The land has had more than its share of false dawns with a number of previous schemes coming to nothing.
Current owner Mosaic was granted planning permission for its Station Square development in March 2020 but later in the year indicated it wanted to sell the land, citing doubts caused by the pandemic.
Then Worthing Borough Council announced plans to intervene by partnering up with housing association VIVID.
However an agreement could not be reached between the parties and VIVID has pulled out, according to council officers.
The council’s intention is now to purchase the land on its own with a view to selling it on to a preferred development partner within three years.
The overall cost to the council of this, including taxes and fees, would be £8.1million.
The proposed purchase is set to go before the council’s joint strategic committee next week (Tuesday July 13).
The council will have to fund the debt charges associated with the purchase until the site can be sold and developed by a third party.
In the meantime a ‘key effort’ will be made to implement temporary or pop-up short term uses of the site. Examples suggested include pocket parks, a drive-in cinema, open-air theatre, Christmas markets, or short term commercial uses and events to ‘active and drive footfall to the site and reduce dereliction’.
Officers highlighted a risk the council could receive back less for the land than it paid, but in the absence of a viable scheme there was a danger Teville Gate is sold and landbanked, leading to further delay and uncertainty.
Prior to next week’s meeting, Kevin Jenkins, executive member for regeneration, said: “We have been very patient and tried to do everything in our power to help the private sector bring forward plans for Teville, from demolishing the car park to going into partnership with Vivid.
“Now is the time to completely take control ourselves and search for our own partner to develop the site whether that be for housing or a mix of housing, hotel and retail but it must be recognized that any decision must allow a viable scheme to come forward and enable the Council to offset its financial commitment.
“The easy thing to do would be to sit back and blame the private sector and the current economic situation but we are not going to do that.
“We are still 100 percent committed to bringing that site back to life, temporarily by using it for outdoor events and longer term for much-needed new homes.”
Previously the site has been cleared using money from Coast to Capital Local Enterprise Partnership, while Teville Gate House was demolished and new offices built on the northern edge of the site.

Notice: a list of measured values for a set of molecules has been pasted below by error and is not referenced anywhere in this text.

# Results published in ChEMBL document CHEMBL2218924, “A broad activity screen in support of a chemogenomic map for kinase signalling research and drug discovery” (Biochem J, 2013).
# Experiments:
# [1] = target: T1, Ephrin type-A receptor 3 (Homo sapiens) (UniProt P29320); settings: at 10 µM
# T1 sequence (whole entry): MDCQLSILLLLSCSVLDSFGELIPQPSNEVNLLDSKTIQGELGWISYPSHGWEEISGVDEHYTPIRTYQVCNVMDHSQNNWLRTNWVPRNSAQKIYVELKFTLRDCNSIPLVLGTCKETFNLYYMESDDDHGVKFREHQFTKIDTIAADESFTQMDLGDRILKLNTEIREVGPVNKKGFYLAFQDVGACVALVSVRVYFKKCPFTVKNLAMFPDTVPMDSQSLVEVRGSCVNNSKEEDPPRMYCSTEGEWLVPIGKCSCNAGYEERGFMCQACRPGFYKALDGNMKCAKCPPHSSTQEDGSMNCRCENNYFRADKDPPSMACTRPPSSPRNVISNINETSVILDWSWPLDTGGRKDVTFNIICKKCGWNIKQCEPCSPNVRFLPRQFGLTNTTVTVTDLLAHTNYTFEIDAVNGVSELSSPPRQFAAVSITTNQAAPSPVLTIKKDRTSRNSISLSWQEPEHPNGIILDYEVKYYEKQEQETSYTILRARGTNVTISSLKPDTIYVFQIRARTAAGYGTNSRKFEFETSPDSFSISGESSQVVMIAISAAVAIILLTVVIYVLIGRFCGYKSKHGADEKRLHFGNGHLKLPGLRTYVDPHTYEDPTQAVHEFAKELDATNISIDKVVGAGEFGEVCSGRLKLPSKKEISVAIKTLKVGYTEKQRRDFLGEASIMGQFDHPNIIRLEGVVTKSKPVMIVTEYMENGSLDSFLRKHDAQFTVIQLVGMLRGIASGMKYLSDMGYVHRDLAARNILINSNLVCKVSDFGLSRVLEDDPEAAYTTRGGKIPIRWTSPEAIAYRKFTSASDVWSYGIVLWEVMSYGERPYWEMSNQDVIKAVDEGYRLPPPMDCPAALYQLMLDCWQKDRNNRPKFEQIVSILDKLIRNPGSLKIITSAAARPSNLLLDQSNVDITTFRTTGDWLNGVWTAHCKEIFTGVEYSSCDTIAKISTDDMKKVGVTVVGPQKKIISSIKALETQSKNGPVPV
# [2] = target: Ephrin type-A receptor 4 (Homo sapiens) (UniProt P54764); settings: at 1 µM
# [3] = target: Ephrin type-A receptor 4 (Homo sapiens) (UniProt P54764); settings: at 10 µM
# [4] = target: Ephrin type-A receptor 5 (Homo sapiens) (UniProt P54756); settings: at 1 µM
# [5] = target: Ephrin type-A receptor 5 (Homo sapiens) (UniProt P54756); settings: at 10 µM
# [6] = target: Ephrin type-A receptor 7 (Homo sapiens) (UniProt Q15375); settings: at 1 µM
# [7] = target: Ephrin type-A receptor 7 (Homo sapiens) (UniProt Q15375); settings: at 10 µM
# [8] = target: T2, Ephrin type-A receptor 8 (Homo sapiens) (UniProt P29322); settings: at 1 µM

A report said: “Mindful of the strategic significance of the site, the council team has maintained the momentum and continued with the due diligence necessary to secure the redevelopment of this site. The fundamental point that has emerged from this work is that acquisition is key to unlocking development; and that the Borough Council is uniquely placed to make a positive intervention to secure redevelopment of this brownfield site in line with its community strategy and forward plan and enables us to achieve best practice.
“Securing the site requires an element of managed financial risk, albeit this is limited by the prospect of securing a development partner(s) and not seeking to hold the site in public ownership for the longer term.”
Beccy Cooper, Labour group leader on Worthing Borough Council, said: “Teville Gate has been in need of a smart development plan for decades. This Conservative administration has spent years telling us that they will shortly be bringing forward viable partnership plans with the private sector for the site, with absolutely nothing to show for it.
““During this time, numerous other councils have entered into similar partnership arrangements and have delivered housing and amenities for their communities. That Worthing council has been unable to do the same points to major strategic failings across the board.
“This latest scheme from the council looks less strategic and more last ditch panic. We will be paying the private sector almost £8 million pounds of public money for Teville Gate, which the council concedes in its own report we may eventually make a loss on. Cllr Jenkins states that the ‘easy thing to do would be to sit back and blame the private sector’ which, ironically, is what he and his Conservative colleagues have been doing with this site for years.
“Worthing is in desperate need of new, smart, strategic development thinking. Panic buying Teville Gate at such a high price is more of the same from this tired Conservative administration.”